Apoquel tablets 5.4mg (sold per tablet) Prescription required
Special Price $2.55 $3.90
What is Apoquel? Apoquel is used to treat and control itching and inflammation in dogs resulting from a variety of causes, including flea allergy, food allergy, contact allergy and atopic dermatitis. Apoquel delivers onset of relief within 4 hours. It effectively controls itching within 24 hours. Apoquel requires a prescription from your veterinarian, and is sold per tablet.
* Prescription Animal Remedy (PAR) Class 1. For use under the authority or prescription of a veterinarian. Registered pursuant to the ACVM Act 1997..
- Provides onset of relief within 4 hours
- Effectively controls itch within 24 hours
- Safe for short term and long term usage
- Can be used along with many other common medications, including parasiticides, antibiotics, and vaccines
- Uniquely targeted to stop the itch with minimal negative impact on immune function
- Controls pruritus associated with allergic dermatitis and controls atopic dermatitis
- Sold per tablet
Registered Vet. Medicine No.A10963..
The active substance in Apoquel, oclacitinib, is an immunomodulator (a medicine that changes the activity of the immune system) that works by blocking the action of enzymes known as Janus kinases.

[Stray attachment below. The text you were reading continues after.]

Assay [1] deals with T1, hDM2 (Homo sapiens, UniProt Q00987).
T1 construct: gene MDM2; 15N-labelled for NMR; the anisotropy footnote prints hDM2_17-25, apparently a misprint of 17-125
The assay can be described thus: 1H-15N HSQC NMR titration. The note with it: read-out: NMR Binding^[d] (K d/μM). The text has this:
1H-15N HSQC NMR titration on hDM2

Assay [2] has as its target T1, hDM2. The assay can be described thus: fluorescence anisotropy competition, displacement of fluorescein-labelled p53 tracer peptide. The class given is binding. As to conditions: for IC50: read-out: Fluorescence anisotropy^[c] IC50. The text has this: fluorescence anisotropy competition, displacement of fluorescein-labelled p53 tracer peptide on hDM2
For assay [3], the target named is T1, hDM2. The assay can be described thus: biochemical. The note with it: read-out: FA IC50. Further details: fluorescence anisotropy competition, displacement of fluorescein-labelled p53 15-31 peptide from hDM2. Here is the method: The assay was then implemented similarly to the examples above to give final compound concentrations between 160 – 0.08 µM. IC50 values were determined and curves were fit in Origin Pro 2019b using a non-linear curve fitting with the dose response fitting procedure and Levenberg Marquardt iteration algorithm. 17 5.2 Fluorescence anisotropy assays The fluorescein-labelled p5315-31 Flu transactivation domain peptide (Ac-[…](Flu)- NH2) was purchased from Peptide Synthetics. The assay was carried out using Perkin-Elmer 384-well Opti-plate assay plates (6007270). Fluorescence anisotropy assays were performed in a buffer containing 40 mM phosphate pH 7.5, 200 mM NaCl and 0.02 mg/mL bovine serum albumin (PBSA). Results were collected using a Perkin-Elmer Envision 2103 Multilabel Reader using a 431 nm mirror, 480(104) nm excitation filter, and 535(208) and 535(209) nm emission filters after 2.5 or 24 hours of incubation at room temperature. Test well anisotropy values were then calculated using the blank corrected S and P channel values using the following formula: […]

These enzymes play an important role in the processes of inflammation and itchiness including those involved in allergic dermatitis and atopic dermatitis in dogs.
By blocking the enzymes, Apoquel reduces the inflammation and itchiness associated with the disease.
Precautions Apoquel is not for use in breeding dogs, or pregnant or lactating females.
Dogs taking Apoquel should be monitored for the development of infections.
Pets that itch and scratch and have ear and/or skin disease, are some of the most challenging cases for vets to deal with.
Ear canals are covered with skin all the way down, so ear disease really is skin disease, and has all the same causes. Potential causes can include one or several of
: Food allergies. To one or more components of their diet.
Environmental allergens (eg pollens, house dust mites). This is called Atopic Dermatitis.
Parasites – fleas and mites are common (especially demodex mites in our area). Flea bite allergies are common.
Mosquito bite dermatitis
Contact allergies – from the skin directly contacting allergens, such as textiles, grasses and various plants (wandering jew is a common problem)
Autoimmune disorders – where the animal’s immune system starts attacking its own skin
Various different types of skin cancers (including some which may have spread to the skin from elsewhere).
Fungal infections (eg ringworm)
Internal disease can manifest as skin problems also, so your skin consultation will involve a full checkover
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